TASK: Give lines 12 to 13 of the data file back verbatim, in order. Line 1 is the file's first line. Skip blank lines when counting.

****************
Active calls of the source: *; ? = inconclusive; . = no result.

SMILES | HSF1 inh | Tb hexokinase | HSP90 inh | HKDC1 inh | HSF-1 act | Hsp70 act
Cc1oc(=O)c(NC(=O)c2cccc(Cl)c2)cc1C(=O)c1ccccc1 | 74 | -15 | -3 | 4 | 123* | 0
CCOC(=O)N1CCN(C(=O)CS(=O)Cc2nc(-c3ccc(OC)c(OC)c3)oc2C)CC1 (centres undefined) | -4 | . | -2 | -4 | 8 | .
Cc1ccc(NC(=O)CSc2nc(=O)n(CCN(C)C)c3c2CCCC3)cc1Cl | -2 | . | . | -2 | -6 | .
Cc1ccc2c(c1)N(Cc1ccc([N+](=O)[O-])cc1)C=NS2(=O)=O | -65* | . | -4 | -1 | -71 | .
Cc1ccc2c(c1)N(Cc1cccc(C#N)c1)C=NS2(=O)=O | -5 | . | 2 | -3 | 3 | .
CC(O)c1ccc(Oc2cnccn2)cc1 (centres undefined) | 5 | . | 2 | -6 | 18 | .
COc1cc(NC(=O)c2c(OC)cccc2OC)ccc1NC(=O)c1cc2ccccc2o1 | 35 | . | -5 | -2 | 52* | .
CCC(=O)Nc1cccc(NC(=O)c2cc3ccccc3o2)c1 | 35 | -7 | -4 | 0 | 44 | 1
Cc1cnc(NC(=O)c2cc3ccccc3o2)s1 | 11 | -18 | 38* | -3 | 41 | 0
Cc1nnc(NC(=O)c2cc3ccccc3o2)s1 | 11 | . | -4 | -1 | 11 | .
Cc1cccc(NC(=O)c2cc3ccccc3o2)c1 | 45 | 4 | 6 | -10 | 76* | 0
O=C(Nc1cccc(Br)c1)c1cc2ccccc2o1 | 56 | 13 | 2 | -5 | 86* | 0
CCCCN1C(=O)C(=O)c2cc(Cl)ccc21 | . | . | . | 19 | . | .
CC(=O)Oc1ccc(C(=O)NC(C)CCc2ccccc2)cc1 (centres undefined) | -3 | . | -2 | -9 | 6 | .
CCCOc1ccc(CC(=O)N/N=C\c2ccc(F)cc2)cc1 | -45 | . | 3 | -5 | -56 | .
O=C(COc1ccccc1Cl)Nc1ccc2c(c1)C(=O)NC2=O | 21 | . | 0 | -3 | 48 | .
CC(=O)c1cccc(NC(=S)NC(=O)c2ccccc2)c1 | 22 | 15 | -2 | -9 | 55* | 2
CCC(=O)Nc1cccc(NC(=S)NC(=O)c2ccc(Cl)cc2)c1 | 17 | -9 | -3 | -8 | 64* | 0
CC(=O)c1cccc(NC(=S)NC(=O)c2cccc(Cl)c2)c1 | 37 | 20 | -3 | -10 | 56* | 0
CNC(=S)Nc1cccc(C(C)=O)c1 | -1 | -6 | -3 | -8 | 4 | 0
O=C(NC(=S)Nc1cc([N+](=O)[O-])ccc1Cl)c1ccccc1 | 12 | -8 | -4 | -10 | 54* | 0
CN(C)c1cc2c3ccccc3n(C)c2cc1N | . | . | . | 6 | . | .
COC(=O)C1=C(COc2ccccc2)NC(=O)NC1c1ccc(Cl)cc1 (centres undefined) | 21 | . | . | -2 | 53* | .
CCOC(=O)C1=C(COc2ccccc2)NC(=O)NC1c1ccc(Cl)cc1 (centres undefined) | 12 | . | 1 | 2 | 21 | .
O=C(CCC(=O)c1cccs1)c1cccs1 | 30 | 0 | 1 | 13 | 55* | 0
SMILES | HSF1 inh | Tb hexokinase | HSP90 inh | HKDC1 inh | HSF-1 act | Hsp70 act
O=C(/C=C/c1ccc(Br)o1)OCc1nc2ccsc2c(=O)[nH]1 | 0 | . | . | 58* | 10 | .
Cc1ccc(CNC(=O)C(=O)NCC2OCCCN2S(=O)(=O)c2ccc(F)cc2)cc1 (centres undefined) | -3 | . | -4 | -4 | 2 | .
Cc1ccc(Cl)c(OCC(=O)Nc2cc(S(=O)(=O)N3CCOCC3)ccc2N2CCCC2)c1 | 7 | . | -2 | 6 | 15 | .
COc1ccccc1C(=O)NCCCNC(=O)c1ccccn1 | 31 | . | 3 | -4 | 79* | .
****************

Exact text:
Cc1nnc(NC(=O)c2cc3ccccc3o2)s1 | 11 | . | -4 | -1 | 11 | .
Cc1cccc(NC(=O)c2cc3ccccc3o2)c1 | 45 | 4 | 6 | -10 | 76* | 0